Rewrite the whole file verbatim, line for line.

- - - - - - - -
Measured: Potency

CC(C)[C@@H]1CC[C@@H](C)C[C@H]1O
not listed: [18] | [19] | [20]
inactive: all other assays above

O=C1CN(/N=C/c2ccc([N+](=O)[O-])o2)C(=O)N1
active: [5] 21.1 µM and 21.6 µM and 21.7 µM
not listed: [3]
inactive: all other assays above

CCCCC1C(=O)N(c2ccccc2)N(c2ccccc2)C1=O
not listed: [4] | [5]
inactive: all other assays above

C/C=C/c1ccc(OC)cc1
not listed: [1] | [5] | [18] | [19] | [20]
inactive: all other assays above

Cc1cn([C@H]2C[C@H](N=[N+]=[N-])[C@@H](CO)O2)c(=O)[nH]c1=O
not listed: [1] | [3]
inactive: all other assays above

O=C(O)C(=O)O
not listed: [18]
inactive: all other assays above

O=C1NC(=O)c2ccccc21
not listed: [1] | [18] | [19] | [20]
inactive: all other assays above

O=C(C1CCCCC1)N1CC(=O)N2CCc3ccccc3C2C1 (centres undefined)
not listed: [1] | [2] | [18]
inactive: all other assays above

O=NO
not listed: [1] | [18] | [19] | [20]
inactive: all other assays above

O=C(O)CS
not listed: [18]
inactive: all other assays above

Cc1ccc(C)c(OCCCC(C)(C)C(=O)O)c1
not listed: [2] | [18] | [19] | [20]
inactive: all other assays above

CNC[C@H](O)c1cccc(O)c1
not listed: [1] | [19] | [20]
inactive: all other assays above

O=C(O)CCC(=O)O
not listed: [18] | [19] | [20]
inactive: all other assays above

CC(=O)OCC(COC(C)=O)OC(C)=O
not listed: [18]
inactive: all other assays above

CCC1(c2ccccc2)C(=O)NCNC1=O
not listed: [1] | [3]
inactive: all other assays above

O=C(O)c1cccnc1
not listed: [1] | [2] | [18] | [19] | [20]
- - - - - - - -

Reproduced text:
Measured: Potency

CC(C)[C@@H]1CC[C@@H](C)C[C@H]1O
not listed: [18] | [19] | [20]
inactive: all other assays above

O=C1CN(/N=C/c2ccc([N+](=O)[O-])o2)C(=O)N1
active: [5] 21.1 µM and 21.6 µM and 21.7 µM
not listed: [3]
inactive: all other assays above

CCCCC1C(=O)N(c2ccccc2)N(c2ccccc2)C1=O
not listed: [4] | [5]
inactive: all other assays above

C/C=C/c1ccc(OC)cc1
not listed: [1] | [5] | [18] | [19] | [20]
inactive: all other assays above

Cc1cn([C@H]2C[C@H](N=[N+]=[N-])[C@@H](CO)O2)c(=O)[nH]c1=O
not listed: [1] | [3]
inactive: all other assays above

O=C(O)C(=O)O
not listed: [18]
inactive: all other assays above

O=C1NC(=O)c2ccccc21
not listed: [1] | [18] | [19] | [20]
inactive: all other assays above

O=C(C1CCCCC1)N1CC(=O)N2CCc3ccccc3C2C1 (centres undefined)
not listed: [1] | [2] | [18]
inactive: all other assays above

O=NO
not listed: [1] | [18] | [19] | [20]
inactive: all other assays above

O=C(O)CS
not listed: [18]
inactive: all other assays above

Cc1ccc(C)c(OCCCC(C)(C)C(=O)O)c1
not listed: [2] | [18] | [19] | [20]
inactive: all other assays above

CNC[C@H](O)c1cccc(O)c1
not listed: [1] | [19] | [20]
inactive: all other assays above

O=C(O)CCC(=O)O
not listed: [18] | [19] | [20]
inactive: all other assays above

CC(=O)OCC(COC(C)=O)OC(C)=O
not listed: [18]
inactive: all other assays above

CCC1(c2ccccc2)C(=O)NCNC1=O
not listed: [1] | [3]
inactive: all other assays above

O=C(O)c1cccnc1
not listed: [1] | [2] | [18] | [19] | [20]